NEW YORK, Feb 25 (IFR) - Ecuador will struggle to cover growing financing gaps in 2016 as funding options narrow for the Latin American oil exporter in the face of political pressures and rock-bottom crude prices.
Ecuador instilled some market confidence in December after fully repaying the US$650m 2015s, the first time that the country ever covered a maturing global bond.
But access to the international markets has effectively slammed shut this year as investors flee EM credits with high exposure to oil and the sovereign’s bond prices sink in the wake of the recent crude rout.
Ecuador last came to market in May last year when it tapped its 2020s for another US$750m at final yield of 8.50%, marking a vast improvement on the 10.50% it achieved when it first sold the bonds at par in March 2015.
Since then however those bonds have plummeted to trade at a yield of 18.60%-19% while the country’s 2024s are being spotted at 13.%-14%, according to Thomson Reuters data.
Ecuador could take out loans, though that will require significant guarantees to get bilateral lenders on board at a time of low oil prices, Bank of America Merrill Lynch said in a report on Thursday.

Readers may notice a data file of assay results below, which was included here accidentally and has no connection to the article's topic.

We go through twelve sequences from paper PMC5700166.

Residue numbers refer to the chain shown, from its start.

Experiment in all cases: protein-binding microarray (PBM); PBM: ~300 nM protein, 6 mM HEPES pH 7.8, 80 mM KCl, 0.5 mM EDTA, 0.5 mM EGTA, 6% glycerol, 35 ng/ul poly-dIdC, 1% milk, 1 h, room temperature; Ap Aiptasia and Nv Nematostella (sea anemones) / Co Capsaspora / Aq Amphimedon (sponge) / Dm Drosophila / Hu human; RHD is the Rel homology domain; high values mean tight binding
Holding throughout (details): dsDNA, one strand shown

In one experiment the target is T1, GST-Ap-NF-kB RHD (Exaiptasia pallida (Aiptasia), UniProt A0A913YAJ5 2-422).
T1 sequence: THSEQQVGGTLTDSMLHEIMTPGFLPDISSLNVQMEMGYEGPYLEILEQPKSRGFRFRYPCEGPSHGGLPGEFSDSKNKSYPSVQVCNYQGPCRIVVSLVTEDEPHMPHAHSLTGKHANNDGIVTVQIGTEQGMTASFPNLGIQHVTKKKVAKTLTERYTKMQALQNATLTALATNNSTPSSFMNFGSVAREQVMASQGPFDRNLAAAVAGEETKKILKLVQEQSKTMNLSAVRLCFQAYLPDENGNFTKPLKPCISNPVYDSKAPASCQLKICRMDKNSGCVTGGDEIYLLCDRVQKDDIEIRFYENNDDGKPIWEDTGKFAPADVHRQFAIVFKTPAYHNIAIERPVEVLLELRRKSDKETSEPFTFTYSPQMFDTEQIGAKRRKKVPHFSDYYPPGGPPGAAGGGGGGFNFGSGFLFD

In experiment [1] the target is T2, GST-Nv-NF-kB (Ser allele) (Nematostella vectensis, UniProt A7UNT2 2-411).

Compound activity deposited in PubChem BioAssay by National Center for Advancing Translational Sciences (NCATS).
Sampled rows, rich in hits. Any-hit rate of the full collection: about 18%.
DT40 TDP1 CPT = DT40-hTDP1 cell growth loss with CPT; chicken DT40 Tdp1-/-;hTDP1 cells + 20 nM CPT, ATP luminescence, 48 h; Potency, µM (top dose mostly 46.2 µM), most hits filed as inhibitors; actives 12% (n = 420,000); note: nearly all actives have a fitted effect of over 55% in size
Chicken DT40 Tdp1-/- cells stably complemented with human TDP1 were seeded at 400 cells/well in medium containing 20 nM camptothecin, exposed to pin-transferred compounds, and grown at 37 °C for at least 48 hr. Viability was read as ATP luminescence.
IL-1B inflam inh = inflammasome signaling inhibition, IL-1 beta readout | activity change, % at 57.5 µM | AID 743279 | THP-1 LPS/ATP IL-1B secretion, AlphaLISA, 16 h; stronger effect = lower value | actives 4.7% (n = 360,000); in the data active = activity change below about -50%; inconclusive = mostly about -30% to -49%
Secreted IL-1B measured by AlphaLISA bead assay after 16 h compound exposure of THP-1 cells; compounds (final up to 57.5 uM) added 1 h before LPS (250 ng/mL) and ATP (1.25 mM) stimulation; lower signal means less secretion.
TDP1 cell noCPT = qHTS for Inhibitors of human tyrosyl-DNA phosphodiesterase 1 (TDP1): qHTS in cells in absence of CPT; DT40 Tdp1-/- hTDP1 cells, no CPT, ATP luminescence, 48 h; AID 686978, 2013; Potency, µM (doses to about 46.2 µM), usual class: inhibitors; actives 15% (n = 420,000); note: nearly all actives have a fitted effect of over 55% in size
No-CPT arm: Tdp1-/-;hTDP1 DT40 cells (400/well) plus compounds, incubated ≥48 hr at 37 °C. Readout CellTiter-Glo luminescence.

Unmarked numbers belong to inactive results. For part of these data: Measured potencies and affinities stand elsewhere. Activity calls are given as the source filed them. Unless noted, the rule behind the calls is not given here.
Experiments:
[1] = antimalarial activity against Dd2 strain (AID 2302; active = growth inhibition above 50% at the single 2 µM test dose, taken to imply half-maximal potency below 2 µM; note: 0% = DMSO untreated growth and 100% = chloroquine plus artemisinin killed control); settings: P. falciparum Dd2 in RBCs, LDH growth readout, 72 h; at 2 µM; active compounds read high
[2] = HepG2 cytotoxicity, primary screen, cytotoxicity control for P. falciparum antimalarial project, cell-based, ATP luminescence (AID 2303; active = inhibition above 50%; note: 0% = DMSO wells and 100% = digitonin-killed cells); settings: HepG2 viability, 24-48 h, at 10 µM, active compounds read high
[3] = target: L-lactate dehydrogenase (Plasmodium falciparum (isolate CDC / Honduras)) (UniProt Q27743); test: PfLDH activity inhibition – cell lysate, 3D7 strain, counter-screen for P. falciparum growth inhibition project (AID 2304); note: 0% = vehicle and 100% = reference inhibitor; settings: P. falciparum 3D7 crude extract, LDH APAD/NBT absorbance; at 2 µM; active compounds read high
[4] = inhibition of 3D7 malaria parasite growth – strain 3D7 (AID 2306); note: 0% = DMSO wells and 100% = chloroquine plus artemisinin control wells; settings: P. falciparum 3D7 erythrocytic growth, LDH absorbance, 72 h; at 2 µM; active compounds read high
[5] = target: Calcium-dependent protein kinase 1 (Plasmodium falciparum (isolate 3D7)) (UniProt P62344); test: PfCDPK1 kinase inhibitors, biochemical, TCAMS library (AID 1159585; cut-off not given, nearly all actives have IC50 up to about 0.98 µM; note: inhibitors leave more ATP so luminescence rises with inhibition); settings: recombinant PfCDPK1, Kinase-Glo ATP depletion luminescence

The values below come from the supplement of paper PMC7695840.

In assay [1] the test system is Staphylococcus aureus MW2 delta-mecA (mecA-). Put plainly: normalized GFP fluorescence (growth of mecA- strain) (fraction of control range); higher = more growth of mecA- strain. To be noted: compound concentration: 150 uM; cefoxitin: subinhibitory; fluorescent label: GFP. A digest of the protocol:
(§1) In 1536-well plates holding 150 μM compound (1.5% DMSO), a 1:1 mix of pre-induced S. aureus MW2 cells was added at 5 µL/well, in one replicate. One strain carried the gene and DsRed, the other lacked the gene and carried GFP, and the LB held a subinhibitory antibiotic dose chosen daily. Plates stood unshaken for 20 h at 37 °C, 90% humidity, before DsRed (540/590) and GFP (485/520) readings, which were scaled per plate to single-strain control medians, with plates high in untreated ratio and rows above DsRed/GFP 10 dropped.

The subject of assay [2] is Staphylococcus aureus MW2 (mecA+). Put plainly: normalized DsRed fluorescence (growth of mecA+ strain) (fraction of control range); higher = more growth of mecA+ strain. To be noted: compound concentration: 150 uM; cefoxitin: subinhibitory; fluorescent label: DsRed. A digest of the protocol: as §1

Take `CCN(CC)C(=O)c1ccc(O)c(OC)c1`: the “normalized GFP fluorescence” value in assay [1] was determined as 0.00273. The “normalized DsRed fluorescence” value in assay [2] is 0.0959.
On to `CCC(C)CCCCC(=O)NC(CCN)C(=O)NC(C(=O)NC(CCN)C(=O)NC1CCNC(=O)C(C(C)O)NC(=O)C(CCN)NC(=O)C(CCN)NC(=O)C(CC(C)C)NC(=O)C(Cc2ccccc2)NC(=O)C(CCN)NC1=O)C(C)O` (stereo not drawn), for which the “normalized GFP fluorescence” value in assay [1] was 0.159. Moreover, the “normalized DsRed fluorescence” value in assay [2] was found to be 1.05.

Ecuador could also possibly increase advance oil sales, draw down on public sector deposits or carry out further spending cuts. However, with a 2017 presidential election looming, such options are limited, the bank said.
“(We) see it as more likely that the adjustment variables will be international reserves and accumulation of arrears,” the bank said.
“Further drops in reserves and increasing difficulties in making payments are likely to lead to a deteriorating perception about the quality of Ecuador’s credit.”
The government must close a consolidated public sector funding gap that reaches as high as US$3.1bn this year assuming oil prices remain at US$35 a barrel, the bank said.
And while that could drop to US$1.8bn - if as the bank forecasts Ecuador’s oil basket price rebounds to US$41 this year - the Andean country is likely to have to dip into reserves to cover its needs.
“Given lower oil prices and much more limited market access, Ecuador will have to undertake large budget cuts or continue accumulating arrears in order to cover its financing needs,” the bank said. (Reporting By Paul Kilby; editing by Shankar Ramakrishnan)